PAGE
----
Best Boxers from the Caribbean
Take a look at the top 5 boxers in history from the Caribbean. Many great fighters in the sport’s history hail from some of the Caribbean islands outside of boxing powerhouses like Cuba and the Puerto Rico, which of course each merit their own respective lists.
- Emile Griffith (Career: 1958-1977): Virgin Islander was the best to ever come out of the Caribbean, winning titles at welterweight, junior middleweight and middleweight. Beat Benny Paret for the welterweight belt, lost it to Paret, then knocked out Paret to win his title back in a bout that tragically cost Paret his life and probably put a dent into the fighting spirit of Griffith. Reigned as 147-pound kingpin until 1966, beating greats like Gaspar Ortega, Ralph Dupas, and Luis Rodriguez (three times). Won Middleweight crown from Hall Of Famer Dick Tiger, beat clever Joey Archer twice, and then lost the title to 71-1 Nino Benvenuti. Beat Benvenuti in the rematch, lost the rubber match, and then went on to contend at 160 for almost another decade.
- Mike McCallum (Career: 1981-1997): A somewhat-overlooked mega-talent and one of the best bodypunchers of all-time. 1976 Jamaican Olympian was a peer of Leonard, Hearns, Hagler, and Duran, but was locked out of those big matchups. He still forged on, eventually compiling a compelling resume. Became the best 154-pounder of the decade with knockouts over 35-1 David Braxton, 29-0 Julian Jackson, 31-1-1 Milton McCrory, and 27-1 Donald Curry. Beat 41-1 Herol Graham for a vacant 160-pond belt in 1989 and defended it against Steve Collins and Michael Watson, before avenging his only loss by beating Sumbu Kalambay. Fought to a draw and majority decision loss in a pair of 160-pound title fights with James Toney and added a belt at light heavyweight by beating WBC Champion Jeff Harding in 1994. Never stopped.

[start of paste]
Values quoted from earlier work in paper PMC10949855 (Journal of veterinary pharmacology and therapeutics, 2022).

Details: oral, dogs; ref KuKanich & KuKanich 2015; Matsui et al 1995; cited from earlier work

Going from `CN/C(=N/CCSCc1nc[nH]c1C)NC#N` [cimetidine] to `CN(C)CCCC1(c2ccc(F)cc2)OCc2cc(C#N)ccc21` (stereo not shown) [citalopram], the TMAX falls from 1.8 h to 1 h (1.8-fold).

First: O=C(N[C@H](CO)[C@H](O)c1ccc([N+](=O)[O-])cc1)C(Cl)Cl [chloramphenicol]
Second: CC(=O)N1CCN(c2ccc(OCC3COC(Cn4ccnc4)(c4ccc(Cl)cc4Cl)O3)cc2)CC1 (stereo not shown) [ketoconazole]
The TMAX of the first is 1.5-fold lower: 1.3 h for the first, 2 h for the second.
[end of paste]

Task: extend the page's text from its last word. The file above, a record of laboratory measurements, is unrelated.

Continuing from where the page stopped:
- Simon Brown (Career: 1982-2000): An unmistakably great welterweight, if not an incredibly accomplished one. While the Jamaican never really booked the big fights at 147 despite a division roster booming in talent, still reigned for almost 4 years, defending belt 8 times. Wins included names Tyrone Trice (twice), Jorge Vaca, and Maurice Blocker. Was considered an afterthought after Buddy McGirt relieved him of his title in 1991, but Brown came back to shock high-flying Terry Norris by upset 4th-round knockout in 1993 in his biggest and final important win.
- Julian Jackson (Career: 1981-1998): One of the pound-for-pound hardest hitters in the history of the sport, Jackson was over-anxious as he tried to bomb out Mike McCallum in 1986, suffering a 2nd-round knockout. Rebounded to become a worthwhile 154-pound champ in his own right, knocking out 41-1 In-Chul Baek for the vacant WBA belt in 1987 and defending with crushing stoppages of Buster Drayton and Terry Norris. The Virgin Islander poleaxed Herol Graham for the WBC Middleweight Title in 1990, making 4 defenses before twice running into the fists of Gerald McClellan. When McClellan moved up, briefly reclaimed his belt by knocking out Italian Agostino Cardamone, before Quincy Taylor ended his run at the top in 1995.
- Peter Jackson (Career: 1882-1899): “The Black Prince” was one of the top heavyweight practitioners of the late-nineteenth century. Won the Australian Heavyweight Title, the “Colored Heavyweight Championship” against George Godfrey, and the Commonwealth title against Jem Smith. Also fought a 61-round no-contest with Gentleman Jim Corbett in 1891. Long denied the matches befitting a fighter of his worth due to the overt racism practiced in boxing during this period.
Hopefully you enjoyed our list of the best boxers from the Caribbean countries and locales besides the legendary boxing breeding grounds like Cuba and Puerto Rico. Some truly great names and champions on this list.